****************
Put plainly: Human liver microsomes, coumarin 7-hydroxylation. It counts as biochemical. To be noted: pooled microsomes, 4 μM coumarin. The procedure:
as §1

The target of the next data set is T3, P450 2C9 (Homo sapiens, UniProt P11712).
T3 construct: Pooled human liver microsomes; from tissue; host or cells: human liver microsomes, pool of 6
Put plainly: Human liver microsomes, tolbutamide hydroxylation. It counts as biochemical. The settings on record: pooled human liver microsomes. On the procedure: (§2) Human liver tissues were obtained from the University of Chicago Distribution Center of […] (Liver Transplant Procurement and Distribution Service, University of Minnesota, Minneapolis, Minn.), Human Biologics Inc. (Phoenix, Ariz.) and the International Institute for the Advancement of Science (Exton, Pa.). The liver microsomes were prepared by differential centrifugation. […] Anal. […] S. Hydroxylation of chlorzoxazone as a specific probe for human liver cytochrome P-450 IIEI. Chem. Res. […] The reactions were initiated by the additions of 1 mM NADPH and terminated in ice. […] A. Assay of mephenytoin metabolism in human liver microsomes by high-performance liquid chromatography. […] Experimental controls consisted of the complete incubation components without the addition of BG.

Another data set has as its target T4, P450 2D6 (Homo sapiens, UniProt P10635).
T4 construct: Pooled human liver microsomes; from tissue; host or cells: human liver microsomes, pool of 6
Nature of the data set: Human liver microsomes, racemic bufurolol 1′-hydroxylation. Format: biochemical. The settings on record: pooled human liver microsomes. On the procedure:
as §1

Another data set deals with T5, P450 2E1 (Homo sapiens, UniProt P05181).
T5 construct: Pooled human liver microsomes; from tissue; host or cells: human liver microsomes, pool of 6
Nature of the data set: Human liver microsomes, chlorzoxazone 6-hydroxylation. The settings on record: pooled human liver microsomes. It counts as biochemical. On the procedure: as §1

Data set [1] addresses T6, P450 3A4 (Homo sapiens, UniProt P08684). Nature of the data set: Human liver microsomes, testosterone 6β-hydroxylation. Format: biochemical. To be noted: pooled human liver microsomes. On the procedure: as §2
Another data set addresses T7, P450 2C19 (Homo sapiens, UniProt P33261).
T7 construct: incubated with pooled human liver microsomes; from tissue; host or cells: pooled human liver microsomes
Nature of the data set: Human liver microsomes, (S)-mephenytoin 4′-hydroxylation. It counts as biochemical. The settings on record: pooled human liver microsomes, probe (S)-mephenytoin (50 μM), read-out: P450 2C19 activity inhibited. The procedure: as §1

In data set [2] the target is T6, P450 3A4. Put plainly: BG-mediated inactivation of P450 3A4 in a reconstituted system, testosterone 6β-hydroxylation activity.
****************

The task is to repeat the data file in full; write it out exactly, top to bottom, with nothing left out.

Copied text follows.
Put plainly: Human liver microsomes, coumarin 7-hydroxylation. It counts as biochemical. To be noted: pooled microsomes, 4 μM coumarin. The procedure:
as §1

The target of the next data set is T3, P450 2C9 (Homo sapiens, UniProt P11712).
T3 construct: Pooled human liver microsomes; from tissue; host or cells: human liver microsomes, pool of 6
Put plainly: Human liver microsomes, tolbutamide hydroxylation. It counts as biochemical. The settings on record: pooled human liver microsomes. On the procedure: (§2) Human liver tissues were obtained from the University of Chicago Distribution Center of […] (Liver Transplant Procurement and Distribution Service, University of Minnesota, Minneapolis, Minn.), Human Biologics Inc. (Phoenix, Ariz.) and the International Institute for the Advancement of Science (Exton, Pa.). The liver microsomes were prepared by differential centrifugation. […] Anal. […] S. Hydroxylation of chlorzoxazone as a specific probe for human liver cytochrome P-450 IIEI. Chem. Res. […] The reactions were initiated by the additions of 1 mM NADPH and terminated in ice. […] A. Assay of mephenytoin metabolism in human liver microsomes by high-performance liquid chromatography. […] Experimental controls consisted of the complete incubation components without the addition of BG.

Another data set has as its target T4, P450 2D6 (Homo sapiens, UniProt P10635).
T4 construct: Pooled human liver microsomes; from tissue; host or cells: human liver microsomes, pool of 6
Nature of the data set: Human liver microsomes, racemic bufurolol 1′-hydroxylation. Format: biochemical. The settings on record: pooled human liver microsomes. On the procedure:
as §1

Another data set deals with T5, P450 2E1 (Homo sapiens, UniProt P05181).
T5 construct: Pooled human liver microsomes; from tissue; host or cells: human liver microsomes, pool of 6
Nature of the data set: Human liver microsomes, chlorzoxazone 6-hydroxylation. The settings on record: pooled human liver microsomes. It counts as biochemical. On the procedure: as §1

Data set [1] addresses T6, P450 3A4 (Homo sapiens, UniProt P08684). Nature of the data set: Human liver microsomes, testosterone 6β-hydroxylation. Format: biochemical. To be noted: pooled human liver microsomes. On the procedure: as §2
Another data set addresses T7, P450 2C19 (Homo sapiens, UniProt P33261).
T7 construct: incubated with pooled human liver microsomes; from tissue; host or cells: pooled human liver microsomes
Nature of the data set: Human liver microsomes, (S)-mephenytoin 4′-hydroxylation. It counts as biochemical. The settings on record: pooled human liver microsomes, probe (S)-mephenytoin (50 μM), read-out: P450 2C19 activity inhibited. The procedure: as §1

In data set [2] the target is T6, P450 3A4. Put plainly: BG-mediated inactivation of P450 3A4 in a reconstituted system, testosterone 6β-hydroxylation activity.